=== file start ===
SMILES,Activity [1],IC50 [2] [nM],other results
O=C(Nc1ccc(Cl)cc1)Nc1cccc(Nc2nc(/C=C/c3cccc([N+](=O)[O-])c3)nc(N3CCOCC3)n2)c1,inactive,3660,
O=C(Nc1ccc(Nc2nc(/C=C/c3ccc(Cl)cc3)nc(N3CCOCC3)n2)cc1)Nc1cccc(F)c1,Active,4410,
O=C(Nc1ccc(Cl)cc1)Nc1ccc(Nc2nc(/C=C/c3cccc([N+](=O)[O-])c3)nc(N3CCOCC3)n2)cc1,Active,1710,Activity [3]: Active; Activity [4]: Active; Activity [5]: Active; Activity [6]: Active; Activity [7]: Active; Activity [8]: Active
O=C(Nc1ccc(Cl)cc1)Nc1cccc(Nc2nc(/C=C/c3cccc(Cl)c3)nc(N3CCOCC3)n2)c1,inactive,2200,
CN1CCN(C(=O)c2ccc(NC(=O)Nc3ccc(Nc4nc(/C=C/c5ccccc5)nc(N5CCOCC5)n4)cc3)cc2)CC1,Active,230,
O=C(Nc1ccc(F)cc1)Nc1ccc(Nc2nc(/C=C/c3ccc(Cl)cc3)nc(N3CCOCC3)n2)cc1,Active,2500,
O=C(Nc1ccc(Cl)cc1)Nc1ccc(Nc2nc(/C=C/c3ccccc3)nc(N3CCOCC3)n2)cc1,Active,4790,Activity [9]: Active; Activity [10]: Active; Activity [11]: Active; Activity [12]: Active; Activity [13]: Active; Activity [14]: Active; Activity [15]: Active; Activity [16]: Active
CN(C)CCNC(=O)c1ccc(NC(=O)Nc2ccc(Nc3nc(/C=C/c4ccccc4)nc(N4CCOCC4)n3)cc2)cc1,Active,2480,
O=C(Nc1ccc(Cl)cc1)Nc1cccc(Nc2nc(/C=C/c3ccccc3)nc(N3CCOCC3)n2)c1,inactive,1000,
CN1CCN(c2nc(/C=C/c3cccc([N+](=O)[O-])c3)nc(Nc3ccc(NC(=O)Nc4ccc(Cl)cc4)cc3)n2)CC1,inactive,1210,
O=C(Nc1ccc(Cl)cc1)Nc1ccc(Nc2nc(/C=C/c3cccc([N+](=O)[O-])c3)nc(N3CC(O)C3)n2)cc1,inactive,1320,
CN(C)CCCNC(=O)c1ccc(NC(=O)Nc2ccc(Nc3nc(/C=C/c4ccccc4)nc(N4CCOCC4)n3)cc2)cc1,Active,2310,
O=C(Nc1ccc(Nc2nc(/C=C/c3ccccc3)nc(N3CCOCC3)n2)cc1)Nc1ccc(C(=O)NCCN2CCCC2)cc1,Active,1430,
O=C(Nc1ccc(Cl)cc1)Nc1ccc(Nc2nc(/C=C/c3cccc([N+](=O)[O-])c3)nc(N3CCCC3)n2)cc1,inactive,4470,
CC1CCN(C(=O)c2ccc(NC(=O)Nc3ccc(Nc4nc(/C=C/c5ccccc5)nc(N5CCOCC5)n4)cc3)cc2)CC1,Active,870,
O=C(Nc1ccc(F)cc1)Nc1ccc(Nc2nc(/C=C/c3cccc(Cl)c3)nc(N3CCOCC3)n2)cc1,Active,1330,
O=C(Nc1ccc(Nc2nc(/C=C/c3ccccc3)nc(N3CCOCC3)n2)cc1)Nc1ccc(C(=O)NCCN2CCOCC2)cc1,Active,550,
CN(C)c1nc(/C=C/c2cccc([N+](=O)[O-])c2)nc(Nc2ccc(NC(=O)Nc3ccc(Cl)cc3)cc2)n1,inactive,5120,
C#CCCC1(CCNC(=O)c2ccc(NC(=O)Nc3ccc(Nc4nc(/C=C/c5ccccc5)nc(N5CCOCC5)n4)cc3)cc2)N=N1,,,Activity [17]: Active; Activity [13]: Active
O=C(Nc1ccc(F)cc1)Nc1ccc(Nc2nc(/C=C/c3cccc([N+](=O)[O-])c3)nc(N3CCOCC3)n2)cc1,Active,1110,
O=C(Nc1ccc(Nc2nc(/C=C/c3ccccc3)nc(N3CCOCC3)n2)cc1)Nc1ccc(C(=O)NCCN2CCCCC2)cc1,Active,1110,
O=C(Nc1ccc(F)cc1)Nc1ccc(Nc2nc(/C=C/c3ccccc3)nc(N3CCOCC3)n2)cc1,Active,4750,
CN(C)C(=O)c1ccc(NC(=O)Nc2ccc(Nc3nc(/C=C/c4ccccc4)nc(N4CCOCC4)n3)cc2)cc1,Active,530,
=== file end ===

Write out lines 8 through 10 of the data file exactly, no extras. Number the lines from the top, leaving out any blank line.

O=C(Nc1ccc(Cl)cc1)Nc1ccc(Nc2nc(/C=C/c3ccccc3)nc(N3CCOCC3)n2)cc1,Active,4790,Activity [9]: Active; Activity [10]: Active; Activity [11]: Active; Activity [12]: Active; Activity [13]: Active; Activity [14]: Active; Activity [15]: Active; Activity [16]: Active
CN(C)CCNC(=O)c1ccc(NC(=O)Nc2ccc(Nc3nc(/C=C/c4ccccc4)nc(N4CCOCC4)n3)cc2)cc1,Active,2480,
O=C(Nc1ccc(Cl)cc1)Nc1cccc(Nc2nc(/C=C/c3ccccc3)nc(N3CCOCC3)n2)c1,inactive,1000,